Sybase ships enterprise database

Sybase rolls out a new version of its high-end database, along with additional technology aimed at the financial community.

3 min read
As expected, Sybase today rolled out a new version of its high-end database, along with additional data access and replication technology aimed at the financial community in an effort to quash earlier rumors that it's moving away from its core enterprise database business.

The database maker announced the shipment of its Adaptive Server Enterprise database, version 11.9.2, which includes some long-promised features, such as row-level locking, which is needed to support enterprise resource planning packages from PeopleSoft, Baan, and other makers, the company said.

The new version of the Adaptive Server Enterprise database was announced as part of a wider release of data access and data replication technologies.

Spotty support for enterprise resource planning software has been a drag on the company's revenue growth. Database market leader Oracle has in recent years reaped huge profits by supplying the underlying database software for enterprise resource planning systems, according to industry observers.

Sybase executives also announced the opening of the Sybase Interactive Technology Exchange (inSITE) Center on Wall Street. The center is designed to provide a laboratory environment where customers and partners can jointly develop, test, and implement enterprise systems that address the most pressing, mission-critical business challenges.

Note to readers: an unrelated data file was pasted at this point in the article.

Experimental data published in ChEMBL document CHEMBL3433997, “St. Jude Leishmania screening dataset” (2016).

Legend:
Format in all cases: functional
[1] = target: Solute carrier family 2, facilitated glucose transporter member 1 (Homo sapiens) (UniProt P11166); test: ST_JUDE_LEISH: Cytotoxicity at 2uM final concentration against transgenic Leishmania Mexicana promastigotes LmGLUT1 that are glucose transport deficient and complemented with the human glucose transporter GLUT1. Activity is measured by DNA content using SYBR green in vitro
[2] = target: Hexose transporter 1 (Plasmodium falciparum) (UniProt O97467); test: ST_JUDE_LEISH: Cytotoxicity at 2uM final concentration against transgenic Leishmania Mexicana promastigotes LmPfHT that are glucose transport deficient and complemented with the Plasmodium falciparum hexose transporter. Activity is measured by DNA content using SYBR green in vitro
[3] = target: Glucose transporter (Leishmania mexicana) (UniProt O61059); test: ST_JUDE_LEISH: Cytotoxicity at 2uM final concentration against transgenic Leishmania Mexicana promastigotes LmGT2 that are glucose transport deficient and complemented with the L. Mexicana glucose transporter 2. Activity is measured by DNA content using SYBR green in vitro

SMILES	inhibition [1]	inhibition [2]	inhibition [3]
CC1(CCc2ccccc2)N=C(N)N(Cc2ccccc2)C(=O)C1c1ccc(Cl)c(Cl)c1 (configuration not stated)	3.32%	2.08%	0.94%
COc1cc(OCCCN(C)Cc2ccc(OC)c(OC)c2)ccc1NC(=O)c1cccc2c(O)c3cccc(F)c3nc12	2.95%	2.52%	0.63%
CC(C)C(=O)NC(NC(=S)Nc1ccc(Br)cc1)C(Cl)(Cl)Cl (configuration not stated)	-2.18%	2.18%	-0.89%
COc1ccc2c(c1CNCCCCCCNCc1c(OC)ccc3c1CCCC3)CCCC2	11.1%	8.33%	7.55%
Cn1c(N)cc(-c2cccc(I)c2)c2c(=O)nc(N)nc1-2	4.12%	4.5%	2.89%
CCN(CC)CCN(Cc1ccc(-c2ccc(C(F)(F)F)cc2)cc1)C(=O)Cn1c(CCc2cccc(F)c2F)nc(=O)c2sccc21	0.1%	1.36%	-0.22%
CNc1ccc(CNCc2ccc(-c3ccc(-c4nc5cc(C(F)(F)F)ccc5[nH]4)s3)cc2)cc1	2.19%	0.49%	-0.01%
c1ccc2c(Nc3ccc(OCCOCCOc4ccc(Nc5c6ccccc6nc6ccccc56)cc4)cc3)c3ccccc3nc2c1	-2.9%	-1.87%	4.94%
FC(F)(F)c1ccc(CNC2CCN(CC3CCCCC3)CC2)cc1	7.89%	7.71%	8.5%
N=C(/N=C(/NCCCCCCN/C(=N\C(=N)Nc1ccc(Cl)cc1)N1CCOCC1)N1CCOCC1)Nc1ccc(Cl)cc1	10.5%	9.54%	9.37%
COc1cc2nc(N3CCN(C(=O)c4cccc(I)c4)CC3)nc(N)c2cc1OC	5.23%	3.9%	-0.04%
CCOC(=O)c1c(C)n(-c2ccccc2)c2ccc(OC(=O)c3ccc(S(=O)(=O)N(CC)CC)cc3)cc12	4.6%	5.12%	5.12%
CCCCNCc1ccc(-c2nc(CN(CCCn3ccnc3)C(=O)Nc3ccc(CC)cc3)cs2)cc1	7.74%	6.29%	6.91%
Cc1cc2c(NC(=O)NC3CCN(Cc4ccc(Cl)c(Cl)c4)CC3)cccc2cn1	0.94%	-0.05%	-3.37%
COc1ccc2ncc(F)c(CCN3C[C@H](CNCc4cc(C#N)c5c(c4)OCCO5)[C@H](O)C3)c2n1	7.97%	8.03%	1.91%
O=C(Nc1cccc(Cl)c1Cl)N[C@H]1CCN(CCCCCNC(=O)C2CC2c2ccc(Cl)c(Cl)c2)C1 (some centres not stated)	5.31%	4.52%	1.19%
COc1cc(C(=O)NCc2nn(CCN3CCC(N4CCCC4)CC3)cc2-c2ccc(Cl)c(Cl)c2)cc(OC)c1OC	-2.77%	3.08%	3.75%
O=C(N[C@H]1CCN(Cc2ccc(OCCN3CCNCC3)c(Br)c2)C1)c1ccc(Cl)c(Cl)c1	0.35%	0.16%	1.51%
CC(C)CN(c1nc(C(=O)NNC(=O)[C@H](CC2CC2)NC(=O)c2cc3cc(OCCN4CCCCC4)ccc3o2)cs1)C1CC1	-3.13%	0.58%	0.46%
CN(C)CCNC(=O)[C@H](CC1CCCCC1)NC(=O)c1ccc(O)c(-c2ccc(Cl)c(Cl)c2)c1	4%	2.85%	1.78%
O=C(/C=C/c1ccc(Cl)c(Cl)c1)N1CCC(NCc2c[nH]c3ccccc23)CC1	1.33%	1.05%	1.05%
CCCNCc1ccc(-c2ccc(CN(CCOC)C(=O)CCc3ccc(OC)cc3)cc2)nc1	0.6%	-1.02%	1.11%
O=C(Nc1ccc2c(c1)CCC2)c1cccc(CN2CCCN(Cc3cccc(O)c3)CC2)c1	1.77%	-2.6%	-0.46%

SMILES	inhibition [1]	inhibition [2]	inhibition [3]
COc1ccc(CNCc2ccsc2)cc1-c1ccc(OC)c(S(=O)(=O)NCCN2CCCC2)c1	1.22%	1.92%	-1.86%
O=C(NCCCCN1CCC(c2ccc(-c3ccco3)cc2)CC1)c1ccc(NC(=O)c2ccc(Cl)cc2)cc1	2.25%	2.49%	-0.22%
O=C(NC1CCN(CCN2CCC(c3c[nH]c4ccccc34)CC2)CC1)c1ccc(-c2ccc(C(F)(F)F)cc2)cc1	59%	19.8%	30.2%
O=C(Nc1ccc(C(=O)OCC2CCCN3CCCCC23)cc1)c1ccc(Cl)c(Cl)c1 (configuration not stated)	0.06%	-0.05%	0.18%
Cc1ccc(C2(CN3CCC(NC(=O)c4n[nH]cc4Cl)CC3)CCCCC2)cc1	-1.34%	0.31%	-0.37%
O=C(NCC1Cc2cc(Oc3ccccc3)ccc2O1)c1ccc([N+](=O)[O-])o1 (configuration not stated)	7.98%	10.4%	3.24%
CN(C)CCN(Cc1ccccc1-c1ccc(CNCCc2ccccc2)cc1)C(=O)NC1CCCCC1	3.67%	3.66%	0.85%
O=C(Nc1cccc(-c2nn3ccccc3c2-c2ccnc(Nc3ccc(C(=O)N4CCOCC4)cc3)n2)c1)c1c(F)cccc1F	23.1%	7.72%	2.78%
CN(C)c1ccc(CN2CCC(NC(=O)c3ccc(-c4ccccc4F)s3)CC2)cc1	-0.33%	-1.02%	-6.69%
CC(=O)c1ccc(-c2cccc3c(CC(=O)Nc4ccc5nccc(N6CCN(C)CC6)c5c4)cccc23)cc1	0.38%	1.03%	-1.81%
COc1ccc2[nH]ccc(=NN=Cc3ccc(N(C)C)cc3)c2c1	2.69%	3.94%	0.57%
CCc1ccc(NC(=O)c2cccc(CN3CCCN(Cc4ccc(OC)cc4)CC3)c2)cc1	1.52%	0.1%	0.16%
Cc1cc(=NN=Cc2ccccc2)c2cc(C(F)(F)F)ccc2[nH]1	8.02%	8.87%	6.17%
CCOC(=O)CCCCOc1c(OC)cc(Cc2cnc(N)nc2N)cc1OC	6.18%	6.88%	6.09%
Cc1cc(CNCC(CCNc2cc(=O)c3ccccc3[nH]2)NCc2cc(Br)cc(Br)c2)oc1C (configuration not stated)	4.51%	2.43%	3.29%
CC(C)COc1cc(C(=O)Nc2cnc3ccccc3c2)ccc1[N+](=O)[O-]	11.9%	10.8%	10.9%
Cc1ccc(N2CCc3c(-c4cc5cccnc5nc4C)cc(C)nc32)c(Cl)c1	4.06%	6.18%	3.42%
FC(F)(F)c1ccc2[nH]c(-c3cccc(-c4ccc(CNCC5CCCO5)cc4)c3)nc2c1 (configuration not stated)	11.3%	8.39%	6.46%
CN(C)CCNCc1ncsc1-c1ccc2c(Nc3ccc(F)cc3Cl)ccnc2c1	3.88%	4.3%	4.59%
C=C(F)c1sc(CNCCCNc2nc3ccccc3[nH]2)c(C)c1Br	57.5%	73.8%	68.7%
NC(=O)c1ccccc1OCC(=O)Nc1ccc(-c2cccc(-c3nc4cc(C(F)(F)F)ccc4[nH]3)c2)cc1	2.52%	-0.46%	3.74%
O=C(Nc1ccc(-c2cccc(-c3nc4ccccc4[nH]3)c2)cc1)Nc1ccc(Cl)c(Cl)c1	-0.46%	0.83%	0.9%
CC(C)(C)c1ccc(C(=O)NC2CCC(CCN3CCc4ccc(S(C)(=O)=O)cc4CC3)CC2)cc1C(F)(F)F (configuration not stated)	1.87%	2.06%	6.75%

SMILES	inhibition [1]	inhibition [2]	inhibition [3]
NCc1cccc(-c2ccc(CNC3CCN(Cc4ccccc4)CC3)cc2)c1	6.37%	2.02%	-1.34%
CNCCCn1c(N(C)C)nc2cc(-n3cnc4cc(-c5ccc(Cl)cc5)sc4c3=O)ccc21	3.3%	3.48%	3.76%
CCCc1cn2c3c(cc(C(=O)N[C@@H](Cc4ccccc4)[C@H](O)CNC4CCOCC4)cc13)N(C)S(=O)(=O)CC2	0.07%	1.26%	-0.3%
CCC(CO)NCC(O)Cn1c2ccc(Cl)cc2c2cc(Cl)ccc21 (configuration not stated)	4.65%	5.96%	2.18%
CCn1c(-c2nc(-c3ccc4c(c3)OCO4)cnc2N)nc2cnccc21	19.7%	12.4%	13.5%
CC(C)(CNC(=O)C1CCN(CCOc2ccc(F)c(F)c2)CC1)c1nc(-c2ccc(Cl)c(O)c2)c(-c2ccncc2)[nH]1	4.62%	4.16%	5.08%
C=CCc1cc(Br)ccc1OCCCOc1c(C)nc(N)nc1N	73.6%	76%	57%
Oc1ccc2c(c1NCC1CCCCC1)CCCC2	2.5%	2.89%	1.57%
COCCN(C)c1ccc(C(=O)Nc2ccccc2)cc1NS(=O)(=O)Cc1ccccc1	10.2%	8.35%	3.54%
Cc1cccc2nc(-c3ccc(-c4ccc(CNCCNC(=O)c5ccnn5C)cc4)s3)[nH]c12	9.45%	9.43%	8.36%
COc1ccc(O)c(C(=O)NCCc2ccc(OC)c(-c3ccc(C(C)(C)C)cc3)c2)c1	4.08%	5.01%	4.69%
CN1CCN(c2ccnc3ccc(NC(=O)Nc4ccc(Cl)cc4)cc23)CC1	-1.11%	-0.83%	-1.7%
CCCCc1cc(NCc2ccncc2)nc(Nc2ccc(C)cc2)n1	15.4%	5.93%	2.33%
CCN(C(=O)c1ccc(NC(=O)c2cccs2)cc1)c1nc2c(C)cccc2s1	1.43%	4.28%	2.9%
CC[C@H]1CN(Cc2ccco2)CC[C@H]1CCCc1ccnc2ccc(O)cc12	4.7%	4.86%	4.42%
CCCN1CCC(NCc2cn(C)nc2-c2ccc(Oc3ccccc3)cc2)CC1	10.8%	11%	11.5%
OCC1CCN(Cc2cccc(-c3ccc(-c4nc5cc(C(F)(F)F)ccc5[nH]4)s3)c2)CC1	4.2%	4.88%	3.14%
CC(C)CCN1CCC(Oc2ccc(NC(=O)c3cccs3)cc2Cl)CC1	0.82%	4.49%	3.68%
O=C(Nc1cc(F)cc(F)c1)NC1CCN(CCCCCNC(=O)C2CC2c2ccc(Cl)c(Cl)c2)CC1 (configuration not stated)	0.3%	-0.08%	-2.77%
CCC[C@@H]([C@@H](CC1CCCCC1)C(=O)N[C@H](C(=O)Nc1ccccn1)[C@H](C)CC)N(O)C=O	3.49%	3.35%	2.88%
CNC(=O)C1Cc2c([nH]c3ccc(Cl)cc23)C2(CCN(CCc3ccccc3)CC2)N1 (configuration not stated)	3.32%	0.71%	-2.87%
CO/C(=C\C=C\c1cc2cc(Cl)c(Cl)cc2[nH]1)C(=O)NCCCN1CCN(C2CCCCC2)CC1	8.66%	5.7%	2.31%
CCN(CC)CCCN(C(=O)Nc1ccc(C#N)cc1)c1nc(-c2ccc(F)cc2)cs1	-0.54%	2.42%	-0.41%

"This is the finishing step of our new strategy," Sybase CEO John Chen said this morning. "We need to get close to our customers and partners. This facilitates that. It's the meeting point between the two."

Sybase executives also announced additional details on its Financial Server application server, which enters beta testing next quarter.

The specialized server is tailored to banks, insurance, and financial services companies that need to integrate a variety of applications. It's also the first of several planned servers, specialized for particular vertical industries, that Sybase intends to launch in the coming months.

Sybase executives are hoping to stifle rumors that its recent focus on the mobile and embedded computing market, with new low-end database and connectivity software, means that the company is giving up the battle on the enterprise front.

The company also announced EnterpriseConnect, which combines data integration and data replication technologies to allow organizations to integrate distributed information systems. The result is an environment where organizations can offer fast and flexible information access and delivery across disparate and geographically dispersed locations with one solution, allowing users to execute business processes seamlessly.

With EnterpriseConnect, Sybase is building on its traditional database technology by providing a distributed system that enables organizations to leverage their existing information systems infrastructure and provide one system for integrating all of their disparate data stores and applications, the company said.

The company today also debuted Enterprise Data Studio, an integrated product set of database, data access, and data replication technologies for distributed enterprises. Sybase Enterprise Data Studio is a data management platform that can integrate with existing data sources from multivendor databases and packaged applications on multiple platforms and in multiple locations. Allowing users to accommodate changing business requirements, Enterprise Data Studio delivers access to the information users need to execute business processes, improve customer service, and attempt to maximize profitability.

In his statements today Chen reaffirmed his company's commitment to its traditional financial market and said that if the inSITE center is successful on Wall Street, the company will look into opening similar centers for its telco and international financial market spaces.